“Don’t let the world squeeze you into its own mold” Bible—Romans 12:2 (Phillips translation)
It is difficult to be yourself. Family, society, and work organizations apply pressure on you to conform to expectations. You don’t get too old to no longer hurt from rejection. There are times when it can be very lonely to stand for what you believe. It is difficult to change a behavior when the influence of family attempts to pull you toward old destructive behaviors. This dynamic creates a real challenge for the addict leaving rehab to re-engage with family who operates from old patterns of behavior that are toxic to the change the addict has experienced in rehab. Many addicts in recovery fall to the pressure of family dynamics which squeeze the addict back into its own mold. It’s the reason that aftercare and halfway houses exist. It’s tough to be true to yourself when everyone else around you is doing something different.
It’s not only true for addicts but also for organizational leaders. There are many definitions of what it means to be a leader. People describe leaders as being visionary, having great organization skills, having charisma, being able to follow through and get things done, and being inspirational. Such descriptions effectively define leadership. However, for me, leadership ultimately depends upon the determination to stand for the principle of what one believes regardless of acceptance from others. Few leaders are willing to unwaveringly do so.
It is rare to experience a politician stand for the principle independent of the opinion polls or party affiliation. It has been my experience that it is also rare to experience leaders in religious organizations or workplaces standing for principle when the heat of criticism is turned up. It becomes so alluring to bend to the persuasion of the mainstream when what you believe differs from the consensus view of the many. Sometimes the popular view is right. Yet, leadership requires that you stand for the principle of being true to your heart, even when others think you are wrong. It’s not easy and requires emotional maturity. You never really know who has this emotional maturity until the heat of decision-making is turned up. It becomes formidable when the decision to confront an issue of principle might cost you a friendship, business opportunity, or romantic relationship. Many times in counseling settings I have heard relational commitments made that melted in the heat of follow-through.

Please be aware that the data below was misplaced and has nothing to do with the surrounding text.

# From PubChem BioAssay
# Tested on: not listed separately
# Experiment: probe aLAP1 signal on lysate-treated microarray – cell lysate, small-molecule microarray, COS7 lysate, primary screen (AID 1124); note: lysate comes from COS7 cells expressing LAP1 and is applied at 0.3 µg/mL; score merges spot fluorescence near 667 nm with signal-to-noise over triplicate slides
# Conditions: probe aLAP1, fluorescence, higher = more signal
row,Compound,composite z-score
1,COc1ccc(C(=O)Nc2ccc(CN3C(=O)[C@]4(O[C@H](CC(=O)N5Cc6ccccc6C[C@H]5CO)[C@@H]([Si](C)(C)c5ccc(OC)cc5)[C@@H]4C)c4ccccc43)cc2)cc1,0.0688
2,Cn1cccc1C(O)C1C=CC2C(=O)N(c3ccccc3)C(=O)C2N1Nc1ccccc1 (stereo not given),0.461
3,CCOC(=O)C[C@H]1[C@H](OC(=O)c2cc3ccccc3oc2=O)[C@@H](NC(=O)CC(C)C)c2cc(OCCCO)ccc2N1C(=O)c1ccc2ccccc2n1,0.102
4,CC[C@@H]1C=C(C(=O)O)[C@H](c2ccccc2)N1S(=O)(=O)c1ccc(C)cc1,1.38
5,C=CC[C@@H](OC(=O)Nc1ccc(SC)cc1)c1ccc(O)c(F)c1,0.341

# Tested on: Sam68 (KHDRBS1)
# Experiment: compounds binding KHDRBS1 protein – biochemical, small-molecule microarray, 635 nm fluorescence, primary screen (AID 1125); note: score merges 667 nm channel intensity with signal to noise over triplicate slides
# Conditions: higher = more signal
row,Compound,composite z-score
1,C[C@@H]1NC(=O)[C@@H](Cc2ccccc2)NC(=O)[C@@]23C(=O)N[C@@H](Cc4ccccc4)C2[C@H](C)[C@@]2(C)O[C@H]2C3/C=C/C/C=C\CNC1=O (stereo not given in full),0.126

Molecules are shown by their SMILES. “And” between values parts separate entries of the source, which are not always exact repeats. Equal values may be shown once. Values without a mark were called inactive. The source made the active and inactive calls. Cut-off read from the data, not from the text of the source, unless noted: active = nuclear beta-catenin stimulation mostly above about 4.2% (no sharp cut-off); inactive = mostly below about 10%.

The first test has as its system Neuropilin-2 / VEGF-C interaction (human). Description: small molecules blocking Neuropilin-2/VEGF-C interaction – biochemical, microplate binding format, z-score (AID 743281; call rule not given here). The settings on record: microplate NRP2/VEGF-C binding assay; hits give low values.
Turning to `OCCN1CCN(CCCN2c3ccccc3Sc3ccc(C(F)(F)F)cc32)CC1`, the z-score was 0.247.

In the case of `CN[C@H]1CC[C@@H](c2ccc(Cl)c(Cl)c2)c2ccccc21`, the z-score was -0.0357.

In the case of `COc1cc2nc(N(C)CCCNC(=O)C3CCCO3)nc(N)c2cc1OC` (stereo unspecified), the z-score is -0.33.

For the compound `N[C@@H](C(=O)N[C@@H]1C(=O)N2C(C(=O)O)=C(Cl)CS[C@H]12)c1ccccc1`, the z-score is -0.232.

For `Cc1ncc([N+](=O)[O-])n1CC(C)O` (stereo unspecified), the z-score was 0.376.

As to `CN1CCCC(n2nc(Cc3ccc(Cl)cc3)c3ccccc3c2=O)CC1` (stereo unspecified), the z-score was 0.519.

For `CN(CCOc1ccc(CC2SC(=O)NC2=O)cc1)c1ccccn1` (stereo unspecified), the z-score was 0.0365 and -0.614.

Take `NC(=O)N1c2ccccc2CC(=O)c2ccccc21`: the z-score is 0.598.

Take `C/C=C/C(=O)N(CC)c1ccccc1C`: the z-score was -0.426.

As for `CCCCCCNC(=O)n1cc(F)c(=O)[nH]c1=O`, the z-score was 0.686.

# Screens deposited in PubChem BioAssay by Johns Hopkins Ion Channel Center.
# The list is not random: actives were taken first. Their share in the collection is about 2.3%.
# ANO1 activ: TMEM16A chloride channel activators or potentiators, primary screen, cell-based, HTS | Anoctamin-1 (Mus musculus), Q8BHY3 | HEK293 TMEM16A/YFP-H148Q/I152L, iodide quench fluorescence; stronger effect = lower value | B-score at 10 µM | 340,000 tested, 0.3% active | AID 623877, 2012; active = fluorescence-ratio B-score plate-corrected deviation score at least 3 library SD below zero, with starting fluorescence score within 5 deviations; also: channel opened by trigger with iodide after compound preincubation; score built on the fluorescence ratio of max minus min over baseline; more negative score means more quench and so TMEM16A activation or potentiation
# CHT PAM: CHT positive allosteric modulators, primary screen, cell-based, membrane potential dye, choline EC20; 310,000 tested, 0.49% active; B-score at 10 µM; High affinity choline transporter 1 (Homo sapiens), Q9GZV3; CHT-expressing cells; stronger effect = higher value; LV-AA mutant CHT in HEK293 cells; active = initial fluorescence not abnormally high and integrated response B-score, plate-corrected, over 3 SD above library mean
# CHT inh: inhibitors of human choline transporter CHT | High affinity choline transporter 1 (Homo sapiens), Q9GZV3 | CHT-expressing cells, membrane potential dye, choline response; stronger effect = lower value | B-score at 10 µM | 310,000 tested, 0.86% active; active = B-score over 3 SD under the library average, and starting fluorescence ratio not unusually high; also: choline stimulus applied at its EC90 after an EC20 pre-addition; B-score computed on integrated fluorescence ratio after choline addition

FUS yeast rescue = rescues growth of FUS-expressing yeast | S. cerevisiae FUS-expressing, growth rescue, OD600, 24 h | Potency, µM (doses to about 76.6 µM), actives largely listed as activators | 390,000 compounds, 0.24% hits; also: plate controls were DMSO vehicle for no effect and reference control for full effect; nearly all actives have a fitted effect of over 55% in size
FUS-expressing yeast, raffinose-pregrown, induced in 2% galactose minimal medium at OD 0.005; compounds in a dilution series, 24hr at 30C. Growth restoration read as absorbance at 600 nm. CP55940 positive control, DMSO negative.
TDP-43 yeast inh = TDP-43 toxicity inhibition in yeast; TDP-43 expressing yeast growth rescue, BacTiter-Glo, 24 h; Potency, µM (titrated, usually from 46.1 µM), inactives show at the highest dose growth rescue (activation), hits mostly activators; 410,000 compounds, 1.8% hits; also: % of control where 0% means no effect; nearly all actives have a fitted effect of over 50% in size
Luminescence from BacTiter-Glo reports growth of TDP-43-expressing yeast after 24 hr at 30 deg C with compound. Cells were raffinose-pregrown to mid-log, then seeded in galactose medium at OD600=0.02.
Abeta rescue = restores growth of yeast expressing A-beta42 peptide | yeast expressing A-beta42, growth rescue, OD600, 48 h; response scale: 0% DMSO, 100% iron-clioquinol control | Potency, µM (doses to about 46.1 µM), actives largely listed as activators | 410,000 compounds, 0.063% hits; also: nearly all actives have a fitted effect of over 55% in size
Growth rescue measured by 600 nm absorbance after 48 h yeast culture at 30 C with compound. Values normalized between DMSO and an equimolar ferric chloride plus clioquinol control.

Through my years in the workplace environment, I have witnessed different decisions made by leadership to address different issues but with no follow through, because of the hassle it would create, just plain busyness, passive acceptance of the status quo, etc. To be true to yourself requires a great commitment to follow through. When you choose to not follow through you are vulnerable to being squeezed into someone else’s mold. It’s a struggle that impacts parenting, educating children in the classroom, coaching in sports, marital relationships, religious organizations, and all types of work environments.